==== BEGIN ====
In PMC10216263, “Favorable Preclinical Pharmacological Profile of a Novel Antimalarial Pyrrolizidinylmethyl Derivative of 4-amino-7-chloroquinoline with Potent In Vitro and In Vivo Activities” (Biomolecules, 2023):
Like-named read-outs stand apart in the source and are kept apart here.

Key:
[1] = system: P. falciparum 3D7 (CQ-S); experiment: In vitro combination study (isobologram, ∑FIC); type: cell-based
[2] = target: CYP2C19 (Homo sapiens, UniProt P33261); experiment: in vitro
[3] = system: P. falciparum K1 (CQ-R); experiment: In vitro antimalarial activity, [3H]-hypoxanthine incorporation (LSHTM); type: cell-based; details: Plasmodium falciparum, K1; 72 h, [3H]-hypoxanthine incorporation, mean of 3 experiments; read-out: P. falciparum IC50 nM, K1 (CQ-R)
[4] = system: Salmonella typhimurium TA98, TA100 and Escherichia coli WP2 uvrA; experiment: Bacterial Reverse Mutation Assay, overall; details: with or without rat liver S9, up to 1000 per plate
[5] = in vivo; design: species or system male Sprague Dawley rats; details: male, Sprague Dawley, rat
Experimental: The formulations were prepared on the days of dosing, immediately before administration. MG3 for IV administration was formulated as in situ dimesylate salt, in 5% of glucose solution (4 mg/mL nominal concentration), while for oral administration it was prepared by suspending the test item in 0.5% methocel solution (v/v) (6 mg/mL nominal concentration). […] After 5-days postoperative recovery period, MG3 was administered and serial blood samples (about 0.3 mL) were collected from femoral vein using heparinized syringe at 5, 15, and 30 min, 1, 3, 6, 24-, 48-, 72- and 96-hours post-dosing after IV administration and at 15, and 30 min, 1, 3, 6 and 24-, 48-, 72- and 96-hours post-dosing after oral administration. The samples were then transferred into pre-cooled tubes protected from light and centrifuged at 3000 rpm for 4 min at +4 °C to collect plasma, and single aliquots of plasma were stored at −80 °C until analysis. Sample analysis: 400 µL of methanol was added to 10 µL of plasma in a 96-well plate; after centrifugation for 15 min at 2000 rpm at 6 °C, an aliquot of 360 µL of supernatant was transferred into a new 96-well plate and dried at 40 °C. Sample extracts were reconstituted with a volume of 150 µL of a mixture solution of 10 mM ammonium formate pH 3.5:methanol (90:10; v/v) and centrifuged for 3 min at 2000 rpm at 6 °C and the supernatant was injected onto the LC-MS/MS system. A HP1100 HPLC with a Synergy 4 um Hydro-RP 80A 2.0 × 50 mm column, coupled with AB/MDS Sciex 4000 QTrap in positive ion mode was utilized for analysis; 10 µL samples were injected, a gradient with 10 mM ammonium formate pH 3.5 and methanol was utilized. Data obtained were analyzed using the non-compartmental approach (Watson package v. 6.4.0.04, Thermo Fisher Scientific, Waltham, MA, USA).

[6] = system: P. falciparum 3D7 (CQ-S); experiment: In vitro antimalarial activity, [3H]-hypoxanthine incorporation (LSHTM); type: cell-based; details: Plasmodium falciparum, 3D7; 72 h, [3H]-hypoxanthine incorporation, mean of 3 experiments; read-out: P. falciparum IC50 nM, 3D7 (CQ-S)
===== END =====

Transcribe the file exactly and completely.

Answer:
In PMC10216263, “Favorable Preclinical Pharmacological Profile of a Novel Antimalarial Pyrrolizidinylmethyl Derivative of 4-amino-7-chloroquinoline with Potent In Vitro and In Vivo Activities” (Biomolecules, 2023):
Like-named read-outs stand apart in the source and are kept apart here.

Key:
[1] = system: P. falciparum 3D7 (CQ-S); experiment: In vitro combination study (isobologram, ∑FIC); type: cell-based
[2] = target: CYP2C19 (Homo sapiens, UniProt P33261); experiment: in vitro
[3] = system: P. falciparum K1 (CQ-R); experiment: In vitro antimalarial activity, [3H]-hypoxanthine incorporation (LSHTM); type: cell-based; details: Plasmodium falciparum, K1; 72 h, [3H]-hypoxanthine incorporation, mean of 3 experiments; read-out: P. falciparum IC50 nM, K1 (CQ-R)
[4] = system: Salmonella typhimurium TA98, TA100 and Escherichia coli WP2 uvrA; experiment: Bacterial Reverse Mutation Assay, overall; details: with or without rat liver S9, up to 1000 per plate
[5] = in vivo; design: species or system male Sprague Dawley rats; details: male, Sprague Dawley, rat
Experimental: The formulations were prepared on the days of dosing, immediately before administration. MG3 for IV administration was formulated as in situ dimesylate salt, in 5% of glucose solution (4 mg/mL nominal concentration), while for oral administration it was prepared by suspending the test item in 0.5% methocel solution (v/v) (6 mg/mL nominal concentration). […] After 5-days postoperative recovery period, MG3 was administered and serial blood samples (about 0.3 mL) were collected from femoral vein using heparinized syringe at 5, 15, and 30 min, 1, 3, 6, 24-, 48-, 72- and 96-hours post-dosing after IV administration and at 15, and 30 min, 1, 3, 6 and 24-, 48-, 72- and 96-hours post-dosing after oral administration. The samples were then transferred into pre-cooled tubes protected from light and centrifuged at 3000 rpm for 4 min at +4 °C to collect plasma, and single aliquots of plasma were stored at −80 °C until analysis. Sample analysis: 400 µL of methanol was added to 10 µL of plasma in a 96-well plate; after centrifugation for 15 min at 2000 rpm at 6 °C, an aliquot of 360 µL of supernatant was transferred into a new 96-well plate and dried at 40 °C. Sample extracts were reconstituted with a volume of 150 µL of a mixture solution of 10 mM ammonium formate pH 3.5:methanol (90:10; v/v) and centrifuged for 3 min at 2000 rpm at 6 °C and the supernatant was injected onto the LC-MS/MS system. A HP1100 HPLC with a Synergy 4 um Hydro-RP 80A 2.0 × 50 mm column, coupled with AB/MDS Sciex 4000 QTrap in positive ion mode was utilized for analysis; 10 µL samples were injected, a gradient with 10 mM ammonium formate pH 3.5 and methanol was utilized. Data obtained were analyzed using the non-compartmental approach (Watson package v. 6.4.0.04, Thermo Fisher Scientific, Waltham, MA, USA).

[6] = system: P. falciparum 3D7 (CQ-S); experiment: In vitro antimalarial activity, [3H]-hypoxanthine incorporation (LSHTM); type: cell-based; details: Plasmodium falciparum, 3D7; 72 h, [3H]-hypoxanthine incorporation, mean of 3 experiments; read-out: P. falciparum IC50 nM, 3D7 (CQ-S)